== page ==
or sports, except those included in

       any other notification issued under

       the Act but including rubber bladders

       of various kinds of balls, toys, swing,

       jhoola, medals, cups, trophies, badges

       and whistles."

Notification No. TT-2-3403/XI-9(116)/94-U.P. Act-15/48-Order-94, dated 1.10.1994:_

"476- Goods for indoor or outdoor games               M or I    2 percent.  

or sports, except those included in

any other notification issued under

the Act but  including rubber bladders

of various kinds of balls, toys, swings,

jhoolas, medals, cups, trophies, badges

and whistles.

Notification No. KA. NI-2-3368/XI-9 (231)/94-U.P. Act-15-48-Order-2000 (40), dated October 25, 2000.

"19. Goods for indoor or outdoor games or sports    M or I  3 percent.

       except those including in any other notification

       issued under the Act but including rubber,

       bladders of various kinds of balls, toys,

       swings, jhoola, medals, cups, trophies,

       badges, whistles, gut (string) rackets, grips

       for rackets, bats, balls kits (rubber,synthetic,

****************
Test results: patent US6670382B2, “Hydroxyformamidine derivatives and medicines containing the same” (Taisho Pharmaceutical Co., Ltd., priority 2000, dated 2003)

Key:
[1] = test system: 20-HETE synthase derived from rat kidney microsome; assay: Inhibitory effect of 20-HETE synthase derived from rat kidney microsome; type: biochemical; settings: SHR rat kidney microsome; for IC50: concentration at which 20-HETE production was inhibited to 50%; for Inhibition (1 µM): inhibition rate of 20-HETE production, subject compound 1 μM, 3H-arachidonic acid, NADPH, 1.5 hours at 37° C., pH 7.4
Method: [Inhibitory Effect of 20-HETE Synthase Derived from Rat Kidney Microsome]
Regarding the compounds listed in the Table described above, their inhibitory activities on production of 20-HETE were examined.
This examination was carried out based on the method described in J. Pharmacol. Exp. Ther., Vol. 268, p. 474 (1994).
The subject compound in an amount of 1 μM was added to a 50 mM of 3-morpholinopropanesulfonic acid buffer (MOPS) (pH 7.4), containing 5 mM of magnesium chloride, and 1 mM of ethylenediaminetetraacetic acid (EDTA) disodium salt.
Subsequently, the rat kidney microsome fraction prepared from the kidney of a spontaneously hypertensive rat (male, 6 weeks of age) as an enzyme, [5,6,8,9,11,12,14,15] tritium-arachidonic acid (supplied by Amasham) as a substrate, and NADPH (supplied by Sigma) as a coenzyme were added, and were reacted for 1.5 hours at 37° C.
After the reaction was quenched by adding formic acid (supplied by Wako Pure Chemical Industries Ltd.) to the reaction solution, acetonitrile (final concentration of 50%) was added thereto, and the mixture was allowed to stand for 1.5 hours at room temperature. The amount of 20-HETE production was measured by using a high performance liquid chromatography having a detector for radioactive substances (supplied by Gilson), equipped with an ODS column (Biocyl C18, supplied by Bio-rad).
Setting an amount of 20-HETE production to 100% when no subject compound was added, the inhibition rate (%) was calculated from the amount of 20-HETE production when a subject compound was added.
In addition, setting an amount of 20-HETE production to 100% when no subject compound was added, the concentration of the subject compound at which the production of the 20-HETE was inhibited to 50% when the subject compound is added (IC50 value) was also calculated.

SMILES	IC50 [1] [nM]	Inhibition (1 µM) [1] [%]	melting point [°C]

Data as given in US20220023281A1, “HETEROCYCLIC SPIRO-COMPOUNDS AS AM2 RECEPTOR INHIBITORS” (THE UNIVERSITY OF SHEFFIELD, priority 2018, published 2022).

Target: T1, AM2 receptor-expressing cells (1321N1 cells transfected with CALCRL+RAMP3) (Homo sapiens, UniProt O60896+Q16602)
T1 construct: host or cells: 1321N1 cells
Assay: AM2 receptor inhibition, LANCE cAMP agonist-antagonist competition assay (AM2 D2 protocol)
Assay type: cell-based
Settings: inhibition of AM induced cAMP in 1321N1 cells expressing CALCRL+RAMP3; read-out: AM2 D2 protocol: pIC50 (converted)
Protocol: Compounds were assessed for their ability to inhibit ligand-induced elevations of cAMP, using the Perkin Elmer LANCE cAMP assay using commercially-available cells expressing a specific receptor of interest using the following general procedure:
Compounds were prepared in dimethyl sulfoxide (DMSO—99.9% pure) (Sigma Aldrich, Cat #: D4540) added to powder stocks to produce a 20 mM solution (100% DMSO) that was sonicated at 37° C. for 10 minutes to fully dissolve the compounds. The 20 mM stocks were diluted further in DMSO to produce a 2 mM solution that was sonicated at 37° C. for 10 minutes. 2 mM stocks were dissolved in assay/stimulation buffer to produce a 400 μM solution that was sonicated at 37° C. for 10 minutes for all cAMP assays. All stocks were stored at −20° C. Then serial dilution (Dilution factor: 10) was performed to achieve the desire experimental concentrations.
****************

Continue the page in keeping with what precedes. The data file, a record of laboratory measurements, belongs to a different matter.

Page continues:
foam), cricket helmet and face grill, safety

       head guards, carom powder, chess games,

       stop clock, stop and go watch, score book

       and score sheet of all games, athletic

       supporters, sports and games equipment

       protection covers, kit bags of all games,

       medicine balls, swimming safety equipment

       including cap, ear plug and foot leathers,

       cricket handles wooden, sports mats

       including cricket matting, physical exercise

       and fitness equipment."

It is useful to refer the dictionery meaning of Sports, Games and Exerciser:

Sports has been defined as follows.

CHAMBER

" Recreation, pastime, play a game especially one involving bodily      exercise."

OXFORD.

" Amusement, diversion, funpasttime, game, outdoor pastime e.g. fising, racing."

WEBSTER'S.

" any activity or experience  that gives enjoyment or recreation, pastime, diversion, such an activity requiring more or less vigorous bodily exertion and carried on according to some traditional form or set of rules whether outdoors or indoors."

THE LAW LAXICON

" any sport or amusement, public, private it includes physical contents, whether of man or beast, when practiced for the purpose of deciding wagers, or for the purpose of diversion, as well as game of hazard or skill by means of instruments or devices."